Kaiser is taking an interesting step to make your medical records available to you in a flash. Let me give you some background, then tell you about yet another of the ways that the world is changing around us.
Technology is going to play a major role in the health care debate that is about to take place in the US. For years, the government and industry have recognized the need for medical records to be available online to consumers and to all their various health care providers, but there are enormous obstacles to realizing that goal. It requires providers to trust each other as well as trusting and agreeing on the protocols for storing and exchanging your health data. Many issues of privacy and security have yet to be thrashed out.
Microsoft and Google have both made major investments in creating the infrastructure to store medical records online. The goal is a free, web-based place for you to create and store your personal records, get information, find doctors, make medical appointments, communicate online, manage medications, share information with providers and more. Both Microsoft and Google are working hard to be ready for what will undoubtedly be a huge demand for online healthcare technology; at the moment Microsoft’s Healthvault seems to be a few steps ahead of Google Health but both are interesting. (Here’s a comparison from last year.)
Last week the Mayo Clinic became the first major health-care provider to launch a widely available service on Healthvault for all of its patients.
“Examples of information that can be stored in the system are health records from doctors, schools or employers, or prescriptions from pharmacies. The system also allows patients to upload information from home-health devices such as blood glucose monitors and digital scales. Patients can authorize whether they want to share their health information with doctors or other caregivers, and those caregivers can provide health-care and general wellness recommendations based on the information patients provide.”
Kaiser Permanente is leading the industry in moving to electronic records and giving you online access to your health care providers and your data. Kaiser members already have the ability to schedule appointments, e-mail doctors, refill prescriptions and access test results online. Last year Kaiser began its own pilot program to test Microsoft Healthvault but apparently has not made any public statement since then about whether it intends to make it more widely available.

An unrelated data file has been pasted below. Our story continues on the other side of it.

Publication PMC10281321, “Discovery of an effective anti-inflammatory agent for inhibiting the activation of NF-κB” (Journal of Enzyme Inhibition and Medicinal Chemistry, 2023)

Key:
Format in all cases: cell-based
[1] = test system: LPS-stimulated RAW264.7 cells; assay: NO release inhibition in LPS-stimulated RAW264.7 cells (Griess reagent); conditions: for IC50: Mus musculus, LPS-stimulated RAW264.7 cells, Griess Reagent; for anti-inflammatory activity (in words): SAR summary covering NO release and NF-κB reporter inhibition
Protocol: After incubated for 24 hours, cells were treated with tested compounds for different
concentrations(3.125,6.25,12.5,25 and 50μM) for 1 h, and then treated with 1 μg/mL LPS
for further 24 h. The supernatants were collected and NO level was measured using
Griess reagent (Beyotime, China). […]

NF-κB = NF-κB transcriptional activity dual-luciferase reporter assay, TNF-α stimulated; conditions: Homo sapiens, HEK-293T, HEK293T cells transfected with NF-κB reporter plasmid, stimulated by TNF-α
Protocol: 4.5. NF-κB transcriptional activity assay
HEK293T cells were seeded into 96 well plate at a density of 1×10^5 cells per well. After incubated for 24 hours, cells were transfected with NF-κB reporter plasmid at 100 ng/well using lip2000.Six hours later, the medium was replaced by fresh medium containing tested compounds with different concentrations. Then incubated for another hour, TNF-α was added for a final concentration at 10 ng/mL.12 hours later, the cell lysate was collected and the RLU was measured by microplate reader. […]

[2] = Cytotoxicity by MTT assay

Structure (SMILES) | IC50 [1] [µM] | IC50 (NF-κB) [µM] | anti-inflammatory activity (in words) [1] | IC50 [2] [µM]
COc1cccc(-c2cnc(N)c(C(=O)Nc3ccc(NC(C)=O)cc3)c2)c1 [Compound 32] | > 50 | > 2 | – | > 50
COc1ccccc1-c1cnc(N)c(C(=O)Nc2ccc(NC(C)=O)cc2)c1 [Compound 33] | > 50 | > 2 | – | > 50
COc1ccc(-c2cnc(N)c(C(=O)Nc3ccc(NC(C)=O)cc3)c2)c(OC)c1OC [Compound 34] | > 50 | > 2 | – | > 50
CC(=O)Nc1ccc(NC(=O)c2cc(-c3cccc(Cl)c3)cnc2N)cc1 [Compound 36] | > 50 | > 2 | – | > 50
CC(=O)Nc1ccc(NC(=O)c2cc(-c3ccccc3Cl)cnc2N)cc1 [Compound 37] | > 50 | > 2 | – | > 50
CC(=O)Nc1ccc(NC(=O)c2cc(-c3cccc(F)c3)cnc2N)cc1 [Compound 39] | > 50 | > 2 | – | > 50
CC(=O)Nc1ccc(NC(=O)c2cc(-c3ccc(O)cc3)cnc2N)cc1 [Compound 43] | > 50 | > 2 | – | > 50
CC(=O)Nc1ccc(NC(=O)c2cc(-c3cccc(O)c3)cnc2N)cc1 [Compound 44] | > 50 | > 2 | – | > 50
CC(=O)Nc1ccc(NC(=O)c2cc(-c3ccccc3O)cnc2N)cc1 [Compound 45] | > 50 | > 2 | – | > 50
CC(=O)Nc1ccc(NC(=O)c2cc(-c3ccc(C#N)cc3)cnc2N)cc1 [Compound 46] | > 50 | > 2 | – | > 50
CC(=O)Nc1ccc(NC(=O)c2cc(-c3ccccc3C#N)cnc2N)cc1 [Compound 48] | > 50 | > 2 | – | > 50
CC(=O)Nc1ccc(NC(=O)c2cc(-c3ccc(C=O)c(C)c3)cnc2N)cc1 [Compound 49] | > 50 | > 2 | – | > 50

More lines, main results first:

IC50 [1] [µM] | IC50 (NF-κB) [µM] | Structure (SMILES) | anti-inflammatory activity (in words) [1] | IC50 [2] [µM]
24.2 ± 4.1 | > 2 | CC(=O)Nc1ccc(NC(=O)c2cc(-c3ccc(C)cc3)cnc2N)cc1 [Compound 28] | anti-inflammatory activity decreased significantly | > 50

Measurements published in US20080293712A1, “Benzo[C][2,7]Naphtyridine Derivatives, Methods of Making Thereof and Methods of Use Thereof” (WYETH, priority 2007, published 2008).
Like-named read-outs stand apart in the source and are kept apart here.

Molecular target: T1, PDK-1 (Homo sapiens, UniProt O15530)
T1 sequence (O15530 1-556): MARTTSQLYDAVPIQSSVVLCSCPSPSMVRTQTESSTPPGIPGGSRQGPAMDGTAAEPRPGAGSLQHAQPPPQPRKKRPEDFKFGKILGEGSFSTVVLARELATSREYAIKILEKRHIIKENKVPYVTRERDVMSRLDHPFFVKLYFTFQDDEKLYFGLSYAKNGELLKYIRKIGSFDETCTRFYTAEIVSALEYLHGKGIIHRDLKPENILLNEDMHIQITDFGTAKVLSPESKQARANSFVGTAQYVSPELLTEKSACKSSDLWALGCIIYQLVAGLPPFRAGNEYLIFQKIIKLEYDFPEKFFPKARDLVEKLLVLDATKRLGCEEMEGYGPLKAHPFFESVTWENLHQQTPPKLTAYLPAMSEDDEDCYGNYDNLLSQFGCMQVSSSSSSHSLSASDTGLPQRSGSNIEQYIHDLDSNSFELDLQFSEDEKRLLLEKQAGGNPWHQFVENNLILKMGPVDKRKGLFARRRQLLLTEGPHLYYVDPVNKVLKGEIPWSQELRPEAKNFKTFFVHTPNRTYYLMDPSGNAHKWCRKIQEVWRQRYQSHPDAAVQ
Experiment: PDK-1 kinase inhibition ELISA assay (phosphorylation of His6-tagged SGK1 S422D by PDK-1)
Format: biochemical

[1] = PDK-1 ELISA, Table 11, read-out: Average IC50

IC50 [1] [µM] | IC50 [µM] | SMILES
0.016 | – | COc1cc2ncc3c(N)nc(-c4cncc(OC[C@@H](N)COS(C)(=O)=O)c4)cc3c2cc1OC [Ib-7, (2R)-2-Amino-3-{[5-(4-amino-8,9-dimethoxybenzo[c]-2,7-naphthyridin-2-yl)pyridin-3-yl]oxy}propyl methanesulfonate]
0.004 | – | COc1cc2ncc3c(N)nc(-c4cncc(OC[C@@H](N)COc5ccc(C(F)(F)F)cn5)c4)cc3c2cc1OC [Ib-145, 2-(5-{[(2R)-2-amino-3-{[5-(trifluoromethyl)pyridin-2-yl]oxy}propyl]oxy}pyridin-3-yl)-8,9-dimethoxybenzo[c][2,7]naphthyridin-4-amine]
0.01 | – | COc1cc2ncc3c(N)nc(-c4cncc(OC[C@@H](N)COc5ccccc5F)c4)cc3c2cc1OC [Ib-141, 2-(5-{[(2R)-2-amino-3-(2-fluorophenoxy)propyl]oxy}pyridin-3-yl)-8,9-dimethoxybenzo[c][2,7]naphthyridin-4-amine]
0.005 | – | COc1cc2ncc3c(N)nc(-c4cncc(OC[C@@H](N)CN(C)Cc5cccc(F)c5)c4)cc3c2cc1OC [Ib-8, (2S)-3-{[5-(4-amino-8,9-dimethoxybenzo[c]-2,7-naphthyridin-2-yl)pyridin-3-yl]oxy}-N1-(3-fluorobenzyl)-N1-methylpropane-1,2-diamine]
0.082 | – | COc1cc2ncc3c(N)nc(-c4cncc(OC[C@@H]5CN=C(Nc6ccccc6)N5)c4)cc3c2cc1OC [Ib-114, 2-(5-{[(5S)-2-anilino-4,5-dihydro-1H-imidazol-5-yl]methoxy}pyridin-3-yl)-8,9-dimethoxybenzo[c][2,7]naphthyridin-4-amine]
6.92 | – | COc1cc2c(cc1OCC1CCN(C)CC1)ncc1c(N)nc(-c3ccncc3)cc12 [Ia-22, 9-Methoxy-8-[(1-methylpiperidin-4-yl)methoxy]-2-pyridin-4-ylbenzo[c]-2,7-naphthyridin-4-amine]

At the moment, then, there is no good way to access all of your medical records online, although that is likely to change in the next few years. That’s what makes Kaiser’s new Northern California program useful as a short-term tool.
Kaiser just announced that it is offering a USB flash drive for Northern California members to take on business trips and vacations, with an up-to-date summary of your health information in a reasonably generic format that can be read by any doctor with a computer. The data is encrypted, protected by a password that only you know, and the information on the drive cannot be changed. Kaiser will update the data on the drive for free on request. According to the San Francisco Chronicle: “The flash drive cannot hold a patient’s complete electronic medical record, but it contains such information as the member’s emergency contacts, physicians, medical issues, allergies, current medications, lab results for the past year, along with readings and images from recent EKGs and chest X-rays.”
As far as I can tell, the drives can be requested from any Kaiser medical secretary. The drive is filled up with your data while you watch; as the final step, you type in a password privately, then the device is removed from the computer and handed to you. Theoretically the drive can then be updated at any Kaiser facility.
The USB drives are going to be available throughout Kaiser’s Northern California region, although the Chronicle article notes that they won’t be ready in some areas until May 15. (No word on availability in Sonoma County.) An interesting thing to consider adding to your pocket or briefcase next time you travel!